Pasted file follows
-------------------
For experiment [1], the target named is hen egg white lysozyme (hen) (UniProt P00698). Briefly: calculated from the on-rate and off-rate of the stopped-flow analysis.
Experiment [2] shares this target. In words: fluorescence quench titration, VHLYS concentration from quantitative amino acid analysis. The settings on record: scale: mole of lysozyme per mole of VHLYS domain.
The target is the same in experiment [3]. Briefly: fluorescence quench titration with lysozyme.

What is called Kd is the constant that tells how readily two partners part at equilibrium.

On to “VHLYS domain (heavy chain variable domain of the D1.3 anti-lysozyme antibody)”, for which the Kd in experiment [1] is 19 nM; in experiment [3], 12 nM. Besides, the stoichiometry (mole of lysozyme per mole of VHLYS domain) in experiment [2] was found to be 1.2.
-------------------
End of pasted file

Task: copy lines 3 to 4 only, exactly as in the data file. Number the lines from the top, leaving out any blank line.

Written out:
The target is the same in experiment [3]. Briefly: fluorescence quench titration with lysozyme.

What is called Kd is the constant that tells how readily two partners part at equilibrium.